1. I find this article to be true. I just asked my office mate to look into my blog and give me her take on it. She simply said I can hear you talk while I was reading. Then I saw your article and I can’t agree with you more. Good job 👍🏼

        Liked by 4 people

  4. Really enjoyed reading your post! Now a days reading blogs or articles has become so monotonous as all of them sound same. Social media is sigh of relief here as it gives freedom to the writer to be natural and comfortable in their skin. Gradually we will get to see many authors pouring their hearts out in their own words without being too cautious about keeping the language formal and unnatural.

    Liked by 7 people

  5. I struggle so much with finding the balance between sounding too relaxed, and too uptight. I know I can write beautifully and with technique, but I don’t always speak that way, and I find it easier to write in the style of my natural speech. A friend of mine said, “Just be you.” I guess that’s what you’re saying here. I will keep working at not changing! 🙂

    Liked by 6 people

  6. Yes, I believe in the same. People I think not trying to find solutions or expert views but when they read they want someone who can make them feel being heard, where they can connect … In my writings, I always follow my heart and never write anything preachy or artificial just to attract people. Every blogger should remember and hear the reader in himself.

    Liked by 4 people

  7. Omg yes. I already do this. Sort of. Haha. Because my job is so multi-levelled… it’s hard to be consistent because dude, people read or learn or absorb information differently! It’s like.. I don’t always know what I’m doing. I just go and do it. With my writing, I don’t know if I’m reacting to something, trying to teach a lesson, tell a story, or whatever.
    Not until afterwards and I reread it. But when. I reread it I second guess myself and never publish any thing because I am fear the “permanency” of the internet. I’ve always kind of just had my words and shit twisted and misread… So.. I’m scared of putting myself online for that same reason and having my bullshit immortalised on the digital plane.

    Liked by 3 people

  8. Very good advice. I was nervous at first, because I just did start a blog. It is about a Wander-List (aka wanderlust/bucketlist cross), but I’m writing in story telling format with the inspiration behind it. I’m also writing like I’m actually talking to a person too. So I hope I’m off to a good start. I’m not looking to be famous ~ I’d be thrilled with 100 followers! Really! I really would!

    Liked by 3 people

  9. I think you are my spirit animal…Seriously, I blog while I am heavily medicated as it is much easier to sit at my computer for more than a few minutes. It takes me about 8 hours to post one blog post and it usually has 20 to 40 errors. Oy vey! (Face palm to the head.) Anyhow, looking forward to more of your blog tips 🙂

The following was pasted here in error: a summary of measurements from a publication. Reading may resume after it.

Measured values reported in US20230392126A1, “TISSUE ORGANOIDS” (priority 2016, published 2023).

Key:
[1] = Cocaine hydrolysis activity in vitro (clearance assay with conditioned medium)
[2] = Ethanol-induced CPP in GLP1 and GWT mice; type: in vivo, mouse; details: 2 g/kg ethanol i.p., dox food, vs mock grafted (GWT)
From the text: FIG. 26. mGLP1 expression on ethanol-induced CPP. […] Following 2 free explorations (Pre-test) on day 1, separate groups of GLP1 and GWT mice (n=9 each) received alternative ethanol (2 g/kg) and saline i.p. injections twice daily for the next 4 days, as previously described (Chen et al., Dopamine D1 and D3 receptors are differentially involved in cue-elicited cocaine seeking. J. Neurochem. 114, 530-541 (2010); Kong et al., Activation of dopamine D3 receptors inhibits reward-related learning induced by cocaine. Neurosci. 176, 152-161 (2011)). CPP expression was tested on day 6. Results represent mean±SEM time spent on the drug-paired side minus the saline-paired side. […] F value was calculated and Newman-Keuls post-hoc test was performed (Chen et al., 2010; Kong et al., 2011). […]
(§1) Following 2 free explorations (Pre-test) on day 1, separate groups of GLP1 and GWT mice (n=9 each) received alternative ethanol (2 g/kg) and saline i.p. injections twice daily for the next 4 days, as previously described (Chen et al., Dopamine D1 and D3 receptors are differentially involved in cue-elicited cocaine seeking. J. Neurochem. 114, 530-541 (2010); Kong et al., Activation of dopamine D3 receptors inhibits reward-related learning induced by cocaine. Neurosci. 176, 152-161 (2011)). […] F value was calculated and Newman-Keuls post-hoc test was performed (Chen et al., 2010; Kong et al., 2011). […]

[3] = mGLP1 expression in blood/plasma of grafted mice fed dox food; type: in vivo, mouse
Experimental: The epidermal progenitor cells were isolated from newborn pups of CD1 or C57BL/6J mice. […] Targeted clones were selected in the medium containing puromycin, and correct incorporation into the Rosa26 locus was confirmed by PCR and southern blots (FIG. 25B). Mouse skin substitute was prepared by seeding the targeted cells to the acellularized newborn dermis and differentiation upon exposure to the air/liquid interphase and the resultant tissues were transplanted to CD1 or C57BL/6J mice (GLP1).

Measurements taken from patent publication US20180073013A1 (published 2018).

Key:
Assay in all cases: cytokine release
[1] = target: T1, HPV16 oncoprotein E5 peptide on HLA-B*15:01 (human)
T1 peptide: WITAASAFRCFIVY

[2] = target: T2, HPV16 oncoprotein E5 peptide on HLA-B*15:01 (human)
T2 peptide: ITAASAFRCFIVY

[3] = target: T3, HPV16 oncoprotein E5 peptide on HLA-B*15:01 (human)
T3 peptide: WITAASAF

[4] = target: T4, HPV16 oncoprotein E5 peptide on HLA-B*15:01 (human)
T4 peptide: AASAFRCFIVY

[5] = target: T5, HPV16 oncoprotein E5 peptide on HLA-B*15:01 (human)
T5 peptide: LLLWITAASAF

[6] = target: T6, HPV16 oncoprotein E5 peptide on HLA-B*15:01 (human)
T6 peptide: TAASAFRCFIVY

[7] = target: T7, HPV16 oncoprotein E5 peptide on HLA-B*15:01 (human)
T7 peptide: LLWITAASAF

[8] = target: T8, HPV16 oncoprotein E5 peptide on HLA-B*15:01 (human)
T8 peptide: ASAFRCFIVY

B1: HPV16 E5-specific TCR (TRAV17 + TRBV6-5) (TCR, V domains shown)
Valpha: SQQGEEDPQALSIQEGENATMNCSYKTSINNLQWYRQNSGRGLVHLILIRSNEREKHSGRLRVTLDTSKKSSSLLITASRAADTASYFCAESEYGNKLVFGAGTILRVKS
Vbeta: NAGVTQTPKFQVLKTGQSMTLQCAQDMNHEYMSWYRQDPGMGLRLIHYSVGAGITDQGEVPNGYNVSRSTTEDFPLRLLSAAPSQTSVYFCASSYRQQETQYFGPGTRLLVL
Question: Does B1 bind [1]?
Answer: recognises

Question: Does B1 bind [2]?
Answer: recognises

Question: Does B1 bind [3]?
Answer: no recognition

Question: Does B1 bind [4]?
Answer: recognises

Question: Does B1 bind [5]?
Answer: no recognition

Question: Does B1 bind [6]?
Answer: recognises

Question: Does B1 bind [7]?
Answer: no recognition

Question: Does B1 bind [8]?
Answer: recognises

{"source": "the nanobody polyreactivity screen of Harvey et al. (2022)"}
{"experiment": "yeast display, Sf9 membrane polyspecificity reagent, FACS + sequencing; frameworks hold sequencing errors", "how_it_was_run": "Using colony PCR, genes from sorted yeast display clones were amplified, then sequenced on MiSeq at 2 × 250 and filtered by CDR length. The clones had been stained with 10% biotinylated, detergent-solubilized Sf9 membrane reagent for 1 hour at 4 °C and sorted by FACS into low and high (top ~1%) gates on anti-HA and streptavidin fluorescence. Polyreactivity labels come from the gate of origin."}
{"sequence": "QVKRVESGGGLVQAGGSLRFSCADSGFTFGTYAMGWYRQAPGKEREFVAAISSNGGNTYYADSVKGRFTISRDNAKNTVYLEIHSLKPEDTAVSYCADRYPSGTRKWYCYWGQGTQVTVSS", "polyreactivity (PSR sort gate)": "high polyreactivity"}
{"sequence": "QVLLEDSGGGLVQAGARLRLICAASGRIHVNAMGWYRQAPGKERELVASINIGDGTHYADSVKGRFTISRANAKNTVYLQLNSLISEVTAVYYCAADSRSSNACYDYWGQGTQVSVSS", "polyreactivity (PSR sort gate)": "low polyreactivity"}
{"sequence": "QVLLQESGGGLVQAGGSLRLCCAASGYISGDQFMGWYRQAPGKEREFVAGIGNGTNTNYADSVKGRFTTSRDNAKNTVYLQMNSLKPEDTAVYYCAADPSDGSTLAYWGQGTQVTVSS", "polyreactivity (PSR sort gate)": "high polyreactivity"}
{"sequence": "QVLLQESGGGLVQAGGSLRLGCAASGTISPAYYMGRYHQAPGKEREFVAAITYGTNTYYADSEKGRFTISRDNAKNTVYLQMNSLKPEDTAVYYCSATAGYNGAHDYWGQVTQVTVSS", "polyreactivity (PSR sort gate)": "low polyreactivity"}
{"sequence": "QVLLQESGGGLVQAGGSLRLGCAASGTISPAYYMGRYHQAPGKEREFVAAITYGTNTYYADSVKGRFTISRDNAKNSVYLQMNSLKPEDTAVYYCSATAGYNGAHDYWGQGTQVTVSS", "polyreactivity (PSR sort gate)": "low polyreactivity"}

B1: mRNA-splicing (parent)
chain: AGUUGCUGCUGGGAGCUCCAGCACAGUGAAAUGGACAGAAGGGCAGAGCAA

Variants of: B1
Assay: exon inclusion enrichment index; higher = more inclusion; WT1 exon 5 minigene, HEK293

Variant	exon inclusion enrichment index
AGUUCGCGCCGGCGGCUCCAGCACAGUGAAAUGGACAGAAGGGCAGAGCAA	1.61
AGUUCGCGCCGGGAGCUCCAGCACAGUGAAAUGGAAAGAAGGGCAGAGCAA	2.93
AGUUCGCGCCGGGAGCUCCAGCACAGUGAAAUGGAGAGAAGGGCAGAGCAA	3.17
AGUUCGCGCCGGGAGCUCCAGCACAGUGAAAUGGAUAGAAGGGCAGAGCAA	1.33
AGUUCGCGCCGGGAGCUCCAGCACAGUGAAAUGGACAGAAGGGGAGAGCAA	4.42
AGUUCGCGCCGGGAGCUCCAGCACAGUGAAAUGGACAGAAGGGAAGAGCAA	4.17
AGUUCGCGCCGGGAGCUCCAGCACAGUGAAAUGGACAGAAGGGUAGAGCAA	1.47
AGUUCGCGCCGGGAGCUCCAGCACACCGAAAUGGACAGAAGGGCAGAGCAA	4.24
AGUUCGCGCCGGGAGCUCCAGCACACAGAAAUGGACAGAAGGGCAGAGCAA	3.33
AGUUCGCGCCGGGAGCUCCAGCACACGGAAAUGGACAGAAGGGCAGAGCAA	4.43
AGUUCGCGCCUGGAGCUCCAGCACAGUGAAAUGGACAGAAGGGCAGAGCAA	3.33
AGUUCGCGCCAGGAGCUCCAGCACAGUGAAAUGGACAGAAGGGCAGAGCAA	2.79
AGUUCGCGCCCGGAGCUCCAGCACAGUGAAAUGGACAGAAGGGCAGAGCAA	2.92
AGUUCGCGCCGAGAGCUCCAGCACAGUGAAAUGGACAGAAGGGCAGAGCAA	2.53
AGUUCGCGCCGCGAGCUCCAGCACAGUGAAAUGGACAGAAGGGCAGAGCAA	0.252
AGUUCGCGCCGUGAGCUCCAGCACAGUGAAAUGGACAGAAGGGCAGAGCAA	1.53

Liked by 1 person

  10. I think there is a lot of solid advice in this post. While I don’t personally use “um” or “like”, I fundamentally agree with you that blogs benefit from a more informal writing style. There are so many of them, how else are you supposed to stand out?

    Liked by 1 person

  11. Reblogged this on Suburban Syntax and commented:
    This post by Jordan Peters over on “The Art of Blogging” has some sound advice. While my style differs a bit from everything he proposes, that’s kind of the whole point! I agree with much of what he says that a bloggers voice should be more informal. I believe in this medium, its part of what creates a strong connection with an audience and fellow bloggers.

    Liked by 1 person

  12. As a parent of three teenagers I have come to believe that the US education system in particular is obsessed with grammar and formulaic writing! – I am NOT a product of it! I totally agree, a blog post should be as if you are talking to an audience. I was always taught (in the UK) that grammar is only there to facilitate understanding and also to help you know where to breathe when reading something aloud, and so, you should not be unaware of it if it is done well and the writing is good.

    Liked by 2 people

  13. Finally! Someone who ‘gets it’!
    I like to write as if the reader is sitting with me having a conversation, or just listening to a story I’m telling.
    Being an avid reader I love a story that pulls you in and makes you feel like like you are there. This is achieved when the author writes in a ‘true to life’ style. I don’t know if there is a term for that style, but I know I get great satisfaction from reading it.
    Thank you for this great post. 👩🏻‍💻

    Liked by 3 people

  14. I really liked this! I always write the way I am feeling and the way I would say when I do my posts, short stories or poetry. Those who know me personally, have said it’s weird reading my posts because they feel it’s me reading them a story. 🤣

    Liked by 2 people

  15. This is a good tip indeed. English is not my native language, so sometimes I find myself typing out overly-complicated sentences in an attempt to make more sense. But I soon find out they sound awkward, and my own manner of speech sound much more natural.

    Liked by 2 people